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Friday, December 30, 2011

Looking for Clarity in the Taxing Power

Since my New Year's resolution will be no more (or, more realistically, not much more) ACA litigation blogging, let me wind up this series with a thought about what courts have been doing when they ask whether Congress intended for the minimum essential coverage provision (the latest, if not the most euphonious, term for sec. 5000A(a)) to be a "tax."  I've suggested that in effect the courts are holding that Congress can bar other branches from invoking some constitutional power in support of a law. 

Why do I say that?  Well, because there is an excluded middle in the courts' reasoning.  They say 1. Congress didn't want this to be a tax and so 2. it's not a tax.  But what if the President or the Supreme Court thinks it is a valid exercise of the taxing power?  What relevance, then, does Congress' view have? 

On the other hand, some people have said to me, maybe the courts are just trying to figure out whether this thing is a "tax" -- are indeed exercising their own judgment, in other words.  That doesn't square with my reading of what courts actually are saying.  For example, the 11th Cir.  put alot of weight on the fact that Congress specifically invoked its Commerce power.  That sounds like "what did Congress want?" and not "what is this thing?"

After the jump, I'm a dewey-eyed innocent.

The other problem for the "independent judgment" theory is that it doesn't fit with precedent.  The Supreme Court says flatly that something is within the taxing power if it raises revenue.  Doesn't have to be called a tax.  Revenue.  So where is the room for these long, tortured readings of legislative history, if not in search of Congress' effort to relinquish its obvious taxing authority? 

Maybe that's too generous of a reading.  Another way to take what the 11th Cir. did was that it tried to massage Supreme Court precedent to invent a new category of thing, which it calls "penalty."  This new thing raises revenue but isn't within the taxing power.  Ah -- so now there would be some difficult line-drawing to figure out which is which.  But that's alchemy.  The only place this "tax/penalty" distinction is used (after 1937, when the Court thought it killed it) is for assessing due process rights of people Congress is trying to punish.  Nothing whatsoever to do with the taxing power.  Totally inconsistent with many, many repetitions by the Court that Congress' intent w/r/t a revenue-raiser has nothing to do with whether it's within the taxing power.  Why insist on the reading of these cases that creates, rather than avoids, a major conflict among precedents?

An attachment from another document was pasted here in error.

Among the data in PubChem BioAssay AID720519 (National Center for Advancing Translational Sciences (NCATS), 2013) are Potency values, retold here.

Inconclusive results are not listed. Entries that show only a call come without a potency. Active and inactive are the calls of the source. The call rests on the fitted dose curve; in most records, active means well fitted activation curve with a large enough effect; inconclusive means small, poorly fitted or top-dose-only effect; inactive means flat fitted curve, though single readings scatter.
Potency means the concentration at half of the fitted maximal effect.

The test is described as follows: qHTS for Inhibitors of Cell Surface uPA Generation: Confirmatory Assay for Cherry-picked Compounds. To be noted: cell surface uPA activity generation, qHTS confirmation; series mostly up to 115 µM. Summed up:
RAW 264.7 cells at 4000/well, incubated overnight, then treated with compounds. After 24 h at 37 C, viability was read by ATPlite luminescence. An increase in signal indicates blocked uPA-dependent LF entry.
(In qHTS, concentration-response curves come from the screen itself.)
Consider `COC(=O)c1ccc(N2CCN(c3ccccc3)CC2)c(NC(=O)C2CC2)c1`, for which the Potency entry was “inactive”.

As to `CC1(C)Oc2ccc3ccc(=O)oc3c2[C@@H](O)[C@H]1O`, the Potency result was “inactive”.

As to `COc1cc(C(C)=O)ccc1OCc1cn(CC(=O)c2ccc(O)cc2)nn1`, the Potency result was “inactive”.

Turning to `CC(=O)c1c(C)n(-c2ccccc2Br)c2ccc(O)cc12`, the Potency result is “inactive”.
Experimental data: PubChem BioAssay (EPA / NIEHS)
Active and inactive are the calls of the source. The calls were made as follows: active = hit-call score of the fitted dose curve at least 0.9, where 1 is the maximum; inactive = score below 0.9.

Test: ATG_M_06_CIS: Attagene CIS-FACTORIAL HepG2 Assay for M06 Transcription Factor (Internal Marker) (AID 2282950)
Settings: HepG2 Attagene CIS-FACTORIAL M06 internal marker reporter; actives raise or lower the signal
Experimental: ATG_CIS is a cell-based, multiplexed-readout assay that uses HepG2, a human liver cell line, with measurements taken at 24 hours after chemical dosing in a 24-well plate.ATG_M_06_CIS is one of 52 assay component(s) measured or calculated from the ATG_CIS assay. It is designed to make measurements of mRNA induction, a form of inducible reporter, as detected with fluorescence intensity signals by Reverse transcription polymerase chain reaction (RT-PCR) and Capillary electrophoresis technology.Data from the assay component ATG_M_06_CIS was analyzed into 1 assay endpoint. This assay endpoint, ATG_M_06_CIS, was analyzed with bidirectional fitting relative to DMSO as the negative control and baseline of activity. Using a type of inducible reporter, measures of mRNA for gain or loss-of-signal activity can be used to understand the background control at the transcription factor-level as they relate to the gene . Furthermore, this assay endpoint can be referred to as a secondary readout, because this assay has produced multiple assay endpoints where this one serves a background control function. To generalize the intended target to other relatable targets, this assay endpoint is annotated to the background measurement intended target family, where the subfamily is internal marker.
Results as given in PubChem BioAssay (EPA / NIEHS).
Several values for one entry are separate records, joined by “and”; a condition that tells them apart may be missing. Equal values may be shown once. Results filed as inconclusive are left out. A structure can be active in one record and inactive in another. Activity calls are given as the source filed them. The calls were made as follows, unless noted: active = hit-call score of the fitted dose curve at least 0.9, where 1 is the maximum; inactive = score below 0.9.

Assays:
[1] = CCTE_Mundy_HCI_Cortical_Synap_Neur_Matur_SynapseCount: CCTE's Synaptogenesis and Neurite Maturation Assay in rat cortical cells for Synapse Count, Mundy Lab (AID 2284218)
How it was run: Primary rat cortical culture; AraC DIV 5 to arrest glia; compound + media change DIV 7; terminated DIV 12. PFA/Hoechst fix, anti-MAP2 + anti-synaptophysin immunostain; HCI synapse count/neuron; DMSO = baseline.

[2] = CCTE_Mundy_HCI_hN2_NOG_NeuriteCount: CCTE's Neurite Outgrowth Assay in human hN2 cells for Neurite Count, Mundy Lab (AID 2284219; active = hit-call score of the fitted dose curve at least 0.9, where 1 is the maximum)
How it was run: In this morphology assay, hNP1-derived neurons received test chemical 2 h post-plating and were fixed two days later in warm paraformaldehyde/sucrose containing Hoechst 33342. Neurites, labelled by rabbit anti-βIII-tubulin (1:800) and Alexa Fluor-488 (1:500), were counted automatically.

And who would want it the other way?  Do we want the government budget (including the projected day the debt ceiling limit is reached and government crashes to a halt, for example) to depend on whether a Court will discover punitive intent in some tax expenditure?  If we're following the due-process cases, then not even magic words are enough; punitive intent is all that matters.

So I think I'm being pretty generous, actually.  Either Congress is disclaiming its own taxing power -- a startling new outcome for which we should expect much clearer evidence than we have.  Or the 11th Circuit and its defenders are cherry-picking phrases from irrelevant lines of decisions to try to muddy up what is a deliberately bright-line, unequivocal standard.  I say it's the first.  But maybe I'm just a bright-eyed naif.   

Posted by BDG on December 30, 2011 at 01:54 PM in Constitutional thoughts | Permalink


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Just to make clear that, if one of the "people" you are referring to is yours truly, I have said absolutely zip about the courts' reasoning and whether they are exercising independent judgment. I have been talking about the arguments being made to the courts (and to the public more generally).

Posted by: TJ | Dec 30, 2011 3:48:03 PM

I'm with you but even the (imho) sane dissent in the 11th Cir. signed on to the opinion on that point as have some others who are sane on the CC point. I find it all rather unfortunate since it looks like a duck to me and I can't take it seriously when people tell me the problem is that politicians are selling it as not a tax. We have to take pols at face value now? Seriously? Happy new year and I appreciate your writings on the subject.

Posted by: Joe | Dec 30, 2011 2:53:09 PM

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